New year means new laws for state

by Sarah Fay Campbell

Immediately following the celebrations of a new year, new laws took effect in Georgia. Among those are three involving the youth of the state in 2014.

A state law requiring employees of Georgia childcare facilities to take part in a fingerprint background check took effect immediately. All employees hired after Jan. 1 will be subject to the test, while current or previously employed childcare workers will have up to three years to fulfill the requirement.

2014 also brought with it the final implementation of the overhaul of Georgia's juvenile code. Moving forward, only minors who have committed serious offenses can be held in police custody. Those committing offenses deemed minor will be placed in communitybased programs. The law addresses not only minors who have committed crimes, but also those who have been abused or neglected.

With the popular topic of the occurrence of concussions in Georgia school sports programs, the 'Return to Play Act of 2013' includes new guidelines for coaches and parents. The act requires schools and all public recreational facilities to give out information related to concussions at the start of each season.

If any student athlete shows signs of a concussion, the student must be taken out of the game or practice and examined by a 'health care provider.' If the student is determined to have suffered a concussion, the health care provider must clear him or her to return to play.

The 'health care provider' doesn't have to be a doctor, but can also be a nurse or certified athletic trainer, or any 'licensed individual under the supervision of a licensed physician.'

In addition to the new laws affecting the state's youth, stricter rules for lobbyists seeking to influence lawmakers have also been implemented for the new year. Lobbyists are now limited to $75 for gifts to individual legislators, and can no longer give tickets to sporting events or other functions.

Lobbyists can still spend unlimited amounts of money on events for groups, such as committee, caucuses, or the entire House or Senate, and can still pay reasonable travel expenses for legislators as long as the expenses are related to official duties.

Before the new federal background check law for day-care workers took effect, workers were required only to pass a state background check, which didn't provide information about any criminal convictions in other states. All new hires must have the fingerprints and background check. Current workers have until 2017 to have the background checks done.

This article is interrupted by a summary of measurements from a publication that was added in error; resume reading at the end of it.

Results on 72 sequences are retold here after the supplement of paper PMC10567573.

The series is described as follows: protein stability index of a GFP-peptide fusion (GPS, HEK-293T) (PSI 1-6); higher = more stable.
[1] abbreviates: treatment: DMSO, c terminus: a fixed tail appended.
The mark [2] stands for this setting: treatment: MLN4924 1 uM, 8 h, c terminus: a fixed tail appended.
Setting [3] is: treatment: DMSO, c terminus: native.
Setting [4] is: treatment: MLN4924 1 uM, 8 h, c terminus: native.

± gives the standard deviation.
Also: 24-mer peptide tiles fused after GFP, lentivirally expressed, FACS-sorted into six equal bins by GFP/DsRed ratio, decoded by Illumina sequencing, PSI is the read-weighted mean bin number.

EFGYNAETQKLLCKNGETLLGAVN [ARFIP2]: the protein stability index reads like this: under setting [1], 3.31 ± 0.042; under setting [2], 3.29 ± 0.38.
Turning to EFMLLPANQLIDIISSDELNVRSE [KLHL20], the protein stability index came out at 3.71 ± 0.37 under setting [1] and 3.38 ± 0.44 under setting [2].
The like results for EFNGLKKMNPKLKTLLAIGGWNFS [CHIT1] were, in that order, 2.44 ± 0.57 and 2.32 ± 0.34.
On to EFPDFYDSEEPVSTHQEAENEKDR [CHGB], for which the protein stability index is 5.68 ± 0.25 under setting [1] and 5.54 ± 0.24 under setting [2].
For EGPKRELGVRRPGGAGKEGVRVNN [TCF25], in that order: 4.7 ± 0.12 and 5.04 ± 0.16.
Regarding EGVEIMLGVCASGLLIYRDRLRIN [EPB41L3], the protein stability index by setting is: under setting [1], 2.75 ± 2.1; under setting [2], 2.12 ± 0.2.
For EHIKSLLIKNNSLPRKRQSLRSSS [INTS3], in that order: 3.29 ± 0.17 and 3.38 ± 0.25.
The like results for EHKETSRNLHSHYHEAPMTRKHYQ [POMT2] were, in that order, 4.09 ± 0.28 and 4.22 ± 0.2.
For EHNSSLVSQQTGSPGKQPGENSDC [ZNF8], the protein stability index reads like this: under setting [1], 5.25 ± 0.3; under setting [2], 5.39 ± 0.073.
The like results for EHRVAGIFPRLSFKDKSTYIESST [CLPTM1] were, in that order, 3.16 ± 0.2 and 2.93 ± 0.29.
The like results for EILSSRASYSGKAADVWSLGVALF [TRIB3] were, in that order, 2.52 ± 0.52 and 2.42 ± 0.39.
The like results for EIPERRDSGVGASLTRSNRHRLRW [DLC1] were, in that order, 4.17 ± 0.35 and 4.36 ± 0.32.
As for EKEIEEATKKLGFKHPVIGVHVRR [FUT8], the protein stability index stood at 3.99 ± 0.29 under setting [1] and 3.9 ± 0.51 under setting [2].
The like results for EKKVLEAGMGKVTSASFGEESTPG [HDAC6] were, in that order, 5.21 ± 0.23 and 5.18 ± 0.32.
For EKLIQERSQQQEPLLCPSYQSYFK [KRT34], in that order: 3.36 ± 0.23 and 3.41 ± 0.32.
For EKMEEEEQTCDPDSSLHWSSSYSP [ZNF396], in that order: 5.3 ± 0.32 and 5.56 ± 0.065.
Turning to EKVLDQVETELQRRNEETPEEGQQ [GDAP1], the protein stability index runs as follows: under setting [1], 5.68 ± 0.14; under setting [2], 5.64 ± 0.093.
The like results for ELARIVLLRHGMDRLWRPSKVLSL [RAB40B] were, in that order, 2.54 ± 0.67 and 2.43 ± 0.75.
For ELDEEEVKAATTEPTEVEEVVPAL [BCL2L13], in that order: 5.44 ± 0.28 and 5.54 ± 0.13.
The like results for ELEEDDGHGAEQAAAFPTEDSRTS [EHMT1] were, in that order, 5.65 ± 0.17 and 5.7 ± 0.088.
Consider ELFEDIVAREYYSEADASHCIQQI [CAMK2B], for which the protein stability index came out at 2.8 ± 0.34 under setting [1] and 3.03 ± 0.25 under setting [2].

The juvenile code rewrite is extensive, and covers many facets of Georgia law. Some of the provisions of the law took effect on July 1, 2013, and juvenile courts and agencies around the state have been getting ready for the rest of the changes.

The new juvenile laws aim to reduce the number of children locked up for minor crimes, and focus more on therapy and helping the entire family. They are also intended to help save the state money.

There are many big changes, and a lot of them are expensive and fall back on the counties. Coweta County received a state grant to help fund new programs, but many counties are having to move forward without any additional funding.

'I think we're ready,' Coweta Juvenile Court Judge Joe Wyant said last week. 'There will be some adjustments that will need to be made along the way, but nothing we can't handle.'

Everyone working in the Coweta Judicial Circuit juvenile court has been trained, and the circuit has 'conducted multiple training sessions on the new code for attorneys, Department of Family and Children Services workers, CASA (Court Appointed Special Advocates) volunteers and law enforcement,' Wyant said. Coweta Juvenile Court hosted a training session in October.

In addition to the requirements of the new juvenile code, the court has new services 'being offered through a variety of community resources,' Wyant said. 'New mentors have come forward to help troubled kids,' and there are new programs through counseling agency Grace Harbour, and the University of West Georgia.

'Our community is stepping forward and offering a hand to those kids who need strong role models,' Wyant said.



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